For all the Job-like travails residents of Cockeysville and Timonium had to endure last week, from the heavy snows and school closings to power outages and a particularly ill-timed water main break, the one that evoked the most anxiety can be expressed in three letters — P-U-D.
It was a hardship not sent from the heavens but from a Catonsville developer. A PUD or Planned United Development refers to a regulatory mechanism that allows a builder to essentially sidestep the normal zoning process in order to provide innovative development, the parameters of which can be negotiated with local residents.
The original PUDs (the concept dates to the 1950s) were large-scale and usually involved mixed use and higher density developments. They may have involved former industrial sites converted to condominiums and shopping, for instance, with communities delighted to see eyesores turned into assets.
But what's been proposed off Pot Spring Road reflects a more contemporary twist in both scale and design. Developer Jeffrey C. Kirby of J. Kirby Development LLC would like to build 33 upscale townhomes for 55-and-older residents on a 10-acre lot currently zoned for no more than 13 houses.
To say the plan is innovative or even reflects a compelling community benefit would seem to stretch those definitions considerably. Baltimore County may need more senior housing, but one suspects those potential customers who can afford the planned $800,000-plus units have alternatives available to them.
More than 200 people packed a community meeting last week at Warren Elementary School to protest the project. What seemed to distress them as much as the specifics of the development (and the impact on traffic, the environment and the neighborhood) was a worry that the PUD was a backdoor attempt to gain county approval with less than normal scrutiny.
That's not the first time Baltimore County residents have expressed such concerns. Some other pending PUD projects, at a Bowleys Quarters marina and another in a Hunt Valley industrial park, have also proven controversial.
Last year, the county council changed the PUD law to make it less stacked on the side of developers. No longer is the final review given by the county's planning board, an unpaid group of appointees with neither the time nor expertise to closely scrutinize such projects. It now rests with an administrative law judge who is capable of raising issues that might strengthen opponents' case in the courts.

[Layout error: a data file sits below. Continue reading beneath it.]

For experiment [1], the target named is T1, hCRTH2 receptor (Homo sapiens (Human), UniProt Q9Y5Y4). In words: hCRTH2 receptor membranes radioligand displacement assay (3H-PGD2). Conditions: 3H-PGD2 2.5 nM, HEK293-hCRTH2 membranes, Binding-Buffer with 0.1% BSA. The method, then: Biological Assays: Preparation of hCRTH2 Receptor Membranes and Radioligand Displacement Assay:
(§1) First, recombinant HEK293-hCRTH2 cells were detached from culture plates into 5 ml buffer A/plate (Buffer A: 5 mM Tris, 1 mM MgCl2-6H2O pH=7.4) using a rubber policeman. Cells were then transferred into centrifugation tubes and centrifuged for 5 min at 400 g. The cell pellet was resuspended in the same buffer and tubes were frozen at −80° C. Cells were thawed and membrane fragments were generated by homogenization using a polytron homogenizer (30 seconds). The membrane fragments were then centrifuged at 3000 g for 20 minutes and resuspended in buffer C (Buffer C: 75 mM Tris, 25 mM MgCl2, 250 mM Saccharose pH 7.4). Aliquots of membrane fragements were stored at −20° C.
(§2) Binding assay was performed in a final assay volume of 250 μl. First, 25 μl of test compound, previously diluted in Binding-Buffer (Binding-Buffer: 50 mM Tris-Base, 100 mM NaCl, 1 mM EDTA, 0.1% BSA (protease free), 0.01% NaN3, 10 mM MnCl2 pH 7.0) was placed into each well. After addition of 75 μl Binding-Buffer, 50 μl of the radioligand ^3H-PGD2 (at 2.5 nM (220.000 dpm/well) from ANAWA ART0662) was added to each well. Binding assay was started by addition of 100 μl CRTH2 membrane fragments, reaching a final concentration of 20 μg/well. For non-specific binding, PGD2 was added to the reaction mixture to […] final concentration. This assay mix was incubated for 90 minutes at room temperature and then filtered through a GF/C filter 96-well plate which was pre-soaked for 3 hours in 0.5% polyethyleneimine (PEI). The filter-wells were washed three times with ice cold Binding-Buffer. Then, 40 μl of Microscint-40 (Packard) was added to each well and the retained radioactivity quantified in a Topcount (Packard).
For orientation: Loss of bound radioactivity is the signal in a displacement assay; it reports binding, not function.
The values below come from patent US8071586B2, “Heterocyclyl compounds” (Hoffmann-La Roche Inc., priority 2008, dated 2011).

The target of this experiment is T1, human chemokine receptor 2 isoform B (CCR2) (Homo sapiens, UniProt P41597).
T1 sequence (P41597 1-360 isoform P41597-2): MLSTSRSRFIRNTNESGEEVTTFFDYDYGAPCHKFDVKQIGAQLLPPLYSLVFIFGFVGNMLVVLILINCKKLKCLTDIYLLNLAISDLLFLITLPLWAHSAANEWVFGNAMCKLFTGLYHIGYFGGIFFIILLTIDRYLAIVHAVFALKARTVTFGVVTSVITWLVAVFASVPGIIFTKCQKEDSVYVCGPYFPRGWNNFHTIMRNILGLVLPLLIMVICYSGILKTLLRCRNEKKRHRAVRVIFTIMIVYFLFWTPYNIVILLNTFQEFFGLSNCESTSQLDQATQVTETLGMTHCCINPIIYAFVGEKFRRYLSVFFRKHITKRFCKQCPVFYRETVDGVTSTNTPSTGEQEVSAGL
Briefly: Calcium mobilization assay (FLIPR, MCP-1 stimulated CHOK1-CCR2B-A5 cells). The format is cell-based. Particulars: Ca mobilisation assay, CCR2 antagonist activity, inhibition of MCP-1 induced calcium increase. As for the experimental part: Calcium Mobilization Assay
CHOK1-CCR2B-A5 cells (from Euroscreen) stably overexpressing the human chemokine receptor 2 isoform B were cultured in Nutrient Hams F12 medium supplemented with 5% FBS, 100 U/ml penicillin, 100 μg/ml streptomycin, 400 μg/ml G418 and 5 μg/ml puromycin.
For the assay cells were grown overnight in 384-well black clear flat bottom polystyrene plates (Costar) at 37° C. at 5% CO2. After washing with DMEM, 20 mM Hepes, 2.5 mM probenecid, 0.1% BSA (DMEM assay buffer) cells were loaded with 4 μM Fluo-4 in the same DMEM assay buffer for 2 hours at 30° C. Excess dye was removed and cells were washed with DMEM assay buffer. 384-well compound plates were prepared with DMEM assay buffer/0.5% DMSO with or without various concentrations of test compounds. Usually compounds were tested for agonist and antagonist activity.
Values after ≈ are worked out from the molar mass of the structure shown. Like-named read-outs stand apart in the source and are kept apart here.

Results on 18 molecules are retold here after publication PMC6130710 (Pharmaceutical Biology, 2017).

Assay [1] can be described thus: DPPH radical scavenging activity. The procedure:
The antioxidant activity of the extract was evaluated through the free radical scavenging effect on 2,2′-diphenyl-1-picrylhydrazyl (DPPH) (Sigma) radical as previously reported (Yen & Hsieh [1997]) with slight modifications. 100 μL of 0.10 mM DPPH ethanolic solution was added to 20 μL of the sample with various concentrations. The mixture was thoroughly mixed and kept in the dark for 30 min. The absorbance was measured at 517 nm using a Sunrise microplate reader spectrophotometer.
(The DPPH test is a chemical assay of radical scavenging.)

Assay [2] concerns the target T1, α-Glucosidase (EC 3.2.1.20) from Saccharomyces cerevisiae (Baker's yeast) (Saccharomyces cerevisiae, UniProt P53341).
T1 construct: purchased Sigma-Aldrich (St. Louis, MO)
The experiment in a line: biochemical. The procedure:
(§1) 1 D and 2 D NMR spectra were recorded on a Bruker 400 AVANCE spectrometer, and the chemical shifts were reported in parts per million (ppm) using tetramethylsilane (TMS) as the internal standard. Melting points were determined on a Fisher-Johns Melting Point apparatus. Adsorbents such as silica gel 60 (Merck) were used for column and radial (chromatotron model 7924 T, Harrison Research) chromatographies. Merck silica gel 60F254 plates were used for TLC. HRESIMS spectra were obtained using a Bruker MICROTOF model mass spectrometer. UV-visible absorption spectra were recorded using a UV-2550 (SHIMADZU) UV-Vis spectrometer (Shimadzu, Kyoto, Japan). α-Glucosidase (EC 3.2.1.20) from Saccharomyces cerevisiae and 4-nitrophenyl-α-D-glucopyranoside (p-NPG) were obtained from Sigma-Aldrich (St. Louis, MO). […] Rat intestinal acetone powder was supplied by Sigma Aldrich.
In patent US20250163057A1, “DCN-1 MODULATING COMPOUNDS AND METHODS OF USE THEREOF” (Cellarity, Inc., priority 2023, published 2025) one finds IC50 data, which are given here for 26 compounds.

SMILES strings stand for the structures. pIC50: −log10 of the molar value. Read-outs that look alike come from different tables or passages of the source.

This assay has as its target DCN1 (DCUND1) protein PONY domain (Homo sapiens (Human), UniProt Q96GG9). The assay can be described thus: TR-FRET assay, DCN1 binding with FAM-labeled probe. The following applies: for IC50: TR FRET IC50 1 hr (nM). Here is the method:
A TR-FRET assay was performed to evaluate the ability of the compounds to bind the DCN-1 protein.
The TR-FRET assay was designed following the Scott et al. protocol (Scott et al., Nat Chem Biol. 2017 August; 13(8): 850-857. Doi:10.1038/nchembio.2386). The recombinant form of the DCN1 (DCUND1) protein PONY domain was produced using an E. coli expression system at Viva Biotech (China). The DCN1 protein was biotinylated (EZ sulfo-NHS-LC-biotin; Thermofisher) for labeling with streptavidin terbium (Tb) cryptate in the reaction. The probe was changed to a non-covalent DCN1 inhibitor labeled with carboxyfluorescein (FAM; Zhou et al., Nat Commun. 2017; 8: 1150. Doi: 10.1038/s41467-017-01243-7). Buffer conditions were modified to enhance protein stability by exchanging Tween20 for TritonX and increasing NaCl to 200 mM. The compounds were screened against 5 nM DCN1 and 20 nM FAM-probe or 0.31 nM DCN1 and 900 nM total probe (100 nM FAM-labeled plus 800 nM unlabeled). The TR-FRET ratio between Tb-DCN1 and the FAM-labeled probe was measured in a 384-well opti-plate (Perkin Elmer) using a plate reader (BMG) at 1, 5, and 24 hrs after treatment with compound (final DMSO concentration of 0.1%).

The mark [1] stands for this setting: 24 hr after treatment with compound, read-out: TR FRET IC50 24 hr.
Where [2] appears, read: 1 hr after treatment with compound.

But the County Council — and more specifically, the member representing the neighborhood where a particular PUD project is proposed — remains the primary gatekeeper. Before any PUD moves forward it must first be approved by that single council member (the rest of the council's support is considered pro forma).
That gives the council member a lot of say in the matter with no legal obligation to consult the affected neighbors (although in the Pot Spring case, the newly-elected councilman, Todd Huff, chose to do so, to his credit). Nor do the objections raised in community meetings necessarily translate into regulatory action — although a council member who ignores the voters of his district is subject to the usual peril at the ballot box.
The question is, once a council member starts the approval process going, would the rest of county government ever stand in the way? Historically, most PUD applications are eventually approved — but whether it's because county regulators were too accommodating or the projects were appropriate is in the eye of the beholder.
This much is certain: Last year's reforms have not yet been tested. Until they are (and demonstrate that the concerns of local residents matter more than the financial and political clout of developers), it's reasonable for county residents to be wary of the PUD process that's earned a reputation for providing developers with an easier route to riches.